Welcome to the fourth and final part of the series (See I, II, and III to get up to speed with what’s going on here).

Brief summary: Andrew McLaughlin is Deputy White House CTO, and has been reprimanded by the White House for inappropriate relations with his former employer, Google. Due to a Google Buzz security hole, wide-eyed observers at Big Government noticed that McLaughlin was still very cozy with Google through his Gmail account. This led to a FOIA request for those emails, and now I’m reading them from an InsideGoogle.com release.

On to Part III of that release.

We begin with more commentary about the Haiti relief efforts, and particularly about the prioritization (possibly secured by McLaughlin at the request of his former employer? I don’t know.) of efforts to secure power for the .ht domain servers on the island. But unlike that, all of this is fairly bland.

At least until we get to January 25, at which time there is an apparent push by the administration for relief workers to get Internet service from Haitian ISPs instead of securing their own connections and creating ad hoc networks to use them. I’d be interested to know if any Google-invested companies are involved with that, including possibly Clearwire.

And now moving on from Haiti. Another interesting bit of lobbying: Michael Terrell says he’d have used McLaughlin’s White House email address if he knew it, but regardless, he wants the White House to advocate their energy use tracking ideas. It doesn’t seem to use Google tech or make Google money, but it bears checking on that point whether Terrell was lobbying for the government to promote Google services.

And now back to Vint Cerf, who still seems to use his ex-Google people in the service of the White House as his own private concierge. On Feburary 7, 2010 he wants to set up a meeting about “beckstrom,” apparently referring to ICANN CEO Rod Beckstrom, as well as “IANA recompete.” Cerf, in addition to being a Google evangelist, is the chairman of the board of IANA. If he was making secret discussions about an expiring IANA contract, and perhaps even trying to get a non-competitive government contract for IANA, how can that possibly be ethical? I’m no expert on these laws but might it even be illegal? I honestly don’t know, but I hope someone who does can at least check on this.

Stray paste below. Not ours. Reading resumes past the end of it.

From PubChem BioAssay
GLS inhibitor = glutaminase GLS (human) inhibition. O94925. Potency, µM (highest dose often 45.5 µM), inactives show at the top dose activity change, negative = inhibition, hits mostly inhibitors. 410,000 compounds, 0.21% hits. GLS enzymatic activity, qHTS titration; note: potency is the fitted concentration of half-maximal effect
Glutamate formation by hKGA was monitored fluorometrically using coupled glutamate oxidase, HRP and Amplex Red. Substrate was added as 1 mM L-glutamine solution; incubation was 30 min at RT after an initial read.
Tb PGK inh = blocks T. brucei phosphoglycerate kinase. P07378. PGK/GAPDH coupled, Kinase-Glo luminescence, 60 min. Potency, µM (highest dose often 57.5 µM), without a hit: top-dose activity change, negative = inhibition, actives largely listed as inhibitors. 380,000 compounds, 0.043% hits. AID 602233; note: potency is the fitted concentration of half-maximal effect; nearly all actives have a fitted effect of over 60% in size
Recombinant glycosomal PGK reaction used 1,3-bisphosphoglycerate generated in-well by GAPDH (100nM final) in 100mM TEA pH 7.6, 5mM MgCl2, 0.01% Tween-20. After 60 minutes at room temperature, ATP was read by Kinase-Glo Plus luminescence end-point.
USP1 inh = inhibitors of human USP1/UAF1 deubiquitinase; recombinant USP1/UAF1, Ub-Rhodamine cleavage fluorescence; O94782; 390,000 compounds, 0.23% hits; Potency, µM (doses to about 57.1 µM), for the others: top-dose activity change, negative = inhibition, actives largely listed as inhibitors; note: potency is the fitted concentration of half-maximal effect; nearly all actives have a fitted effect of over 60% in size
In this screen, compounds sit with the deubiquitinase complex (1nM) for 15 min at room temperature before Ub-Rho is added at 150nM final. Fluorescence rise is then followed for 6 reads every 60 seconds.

February 12, McLaughlin appears to be on the job, but asking Google friends if they know people doing “online video tech” “that can help derive meaningful outputs from a massive sea of raw videos.” Is he looking for information only, or is he wanting to give Google-friendly companies a competitive advantage for a future government contract?

And the last email of the batch: McLaughlin is disappointed that his Google Buzz contacts exposed. Laughably though, he tells Alan Davidson that he doesn’t contact “you people,” but we know he routinely does just that. He’s even had correspondence with Davidson personally in this set of emails! But, they play the wounded victims.

Unfortunately I didn’t come out of these last emails with many definitive statements. But I think these emails do raise many questions that need proper context filled in. But after reading the whole set, I have to conclude that McLaughlin’s behavior clearly looks corrupt and makes it very hard for the rest of us to trust what that what he does from here on out is unbiased.

Frankly, he should be fired.

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Nima Jooyandeh facts.